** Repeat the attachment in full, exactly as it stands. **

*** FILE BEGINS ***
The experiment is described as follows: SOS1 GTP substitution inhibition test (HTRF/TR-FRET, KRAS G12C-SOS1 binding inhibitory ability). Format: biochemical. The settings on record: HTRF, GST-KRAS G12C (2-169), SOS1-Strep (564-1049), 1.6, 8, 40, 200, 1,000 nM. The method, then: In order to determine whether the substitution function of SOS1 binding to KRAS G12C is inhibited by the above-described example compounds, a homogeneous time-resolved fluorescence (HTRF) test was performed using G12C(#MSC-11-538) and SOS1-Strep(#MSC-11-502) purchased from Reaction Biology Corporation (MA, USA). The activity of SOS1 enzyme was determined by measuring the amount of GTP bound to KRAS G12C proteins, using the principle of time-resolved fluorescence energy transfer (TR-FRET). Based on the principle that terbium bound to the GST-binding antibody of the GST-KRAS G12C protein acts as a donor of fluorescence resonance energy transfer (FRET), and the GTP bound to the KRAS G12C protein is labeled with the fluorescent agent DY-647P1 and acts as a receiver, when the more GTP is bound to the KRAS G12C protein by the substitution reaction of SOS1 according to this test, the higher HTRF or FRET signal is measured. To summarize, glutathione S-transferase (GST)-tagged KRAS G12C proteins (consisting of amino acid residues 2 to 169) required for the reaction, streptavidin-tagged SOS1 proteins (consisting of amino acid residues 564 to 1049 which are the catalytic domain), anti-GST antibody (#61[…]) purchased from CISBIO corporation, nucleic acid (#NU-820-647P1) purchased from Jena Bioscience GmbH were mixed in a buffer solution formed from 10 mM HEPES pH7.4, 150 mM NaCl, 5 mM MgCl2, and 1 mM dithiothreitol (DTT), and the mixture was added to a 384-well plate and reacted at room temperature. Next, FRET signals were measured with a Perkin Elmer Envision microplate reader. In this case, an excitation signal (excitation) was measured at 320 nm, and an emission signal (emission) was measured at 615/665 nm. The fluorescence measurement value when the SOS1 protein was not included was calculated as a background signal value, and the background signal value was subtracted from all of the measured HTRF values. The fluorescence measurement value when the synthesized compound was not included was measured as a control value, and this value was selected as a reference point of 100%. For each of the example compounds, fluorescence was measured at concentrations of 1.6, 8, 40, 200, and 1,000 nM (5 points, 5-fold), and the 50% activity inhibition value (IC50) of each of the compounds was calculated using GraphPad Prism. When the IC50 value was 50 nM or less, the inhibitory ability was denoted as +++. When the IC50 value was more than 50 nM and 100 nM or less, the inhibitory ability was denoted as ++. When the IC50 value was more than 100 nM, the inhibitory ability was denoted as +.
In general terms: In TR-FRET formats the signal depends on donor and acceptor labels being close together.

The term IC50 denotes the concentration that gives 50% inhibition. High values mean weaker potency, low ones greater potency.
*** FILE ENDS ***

The experiment is described as follows: SOS1 GTP substitution inhibition test (HTRF/TR-FRET, KRAS G12C-SOS1 binding inhibitory ability). Format: biochemical. The settings on record: HTRF, GST-KRAS G12C (2-169), SOS1-Strep (564-1049), 1.6, 8, 40, 200, 1,000 nM. The method, then: In order to determine whether the substitution function of SOS1 binding to KRAS G12C is inhibited by the above-described example compounds, a homogeneous time-resolved fluorescence (HTRF) test was performed using G12C(#MSC-11-538) and SOS1-Strep(#MSC-11-502) purchased from Reaction Biology Corporation (MA, USA). The activity of SOS1 enzyme was determined by measuring the amount of GTP bound to KRAS G12C proteins, using the principle of time-resolved fluorescence energy transfer (TR-FRET). Based on the principle that terbium bound to the GST-binding antibody of the GST-KRAS G12C protein acts as a donor of fluorescence resonance energy transfer (FRET), and the GTP bound to the KRAS G12C protein is labeled with the fluorescent agent DY-647P1 and acts as a receiver, when the more GTP is bound to the KRAS G12C protein by the substitution reaction of SOS1 according to this test, the higher HTRF or FRET signal is measured. To summarize, glutathione S-transferase (GST)-tagged KRAS G12C proteins (consisting of amino acid residues 2 to 169) required for the reaction, streptavidin-tagged SOS1 proteins (consisting of amino acid residues 564 to 1049 which are the catalytic domain), anti-GST antibody (#61[…]) purchased from CISBIO corporation, nucleic acid (#NU-820-647P1) purchased from Jena Bioscience GmbH were mixed in a buffer solution formed from 10 mM HEPES pH7.4, 150 mM NaCl, 5 mM MgCl2, and 1 mM dithiothreitol (DTT), and the mixture was added to a 384-well plate and reacted at room temperature. Next, FRET signals were measured with a Perkin Elmer Envision microplate reader. In this case, an excitation signal (excitation) was measured at 320 nm, and an emission signal (emission) was measured at 615/665 nm. The fluorescence measurement value when the SOS1 protein was not included was calculated as a background signal value, and the background signal value was subtracted from all of the measured HTRF values. The fluorescence measurement value when the synthesized compound was not included was measured as a control value, and this value was selected as a reference point of 100%. For each of the example compounds, fluorescence was measured at concentrations of 1.6, 8, 40, 200, and 1,000 nM (5 points, 5-fold), and the 50% activity inhibition value (IC50) of each of the compounds was calculated using GraphPad Prism. When the IC50 value was 50 nM or less, the inhibitory ability was denoted as +++. When the IC50 value was more than 50 nM and 100 nM or less, the inhibitory ability was denoted as ++. When the IC50 value was more than 100 nM, the inhibitory ability was denoted as +.
In general terms: In TR-FRET formats the signal depends on donor and acceptor labels being close together.

The term IC50 denotes the concentration that gives 50% inhibition. High values mean weaker potency, low ones greater potency.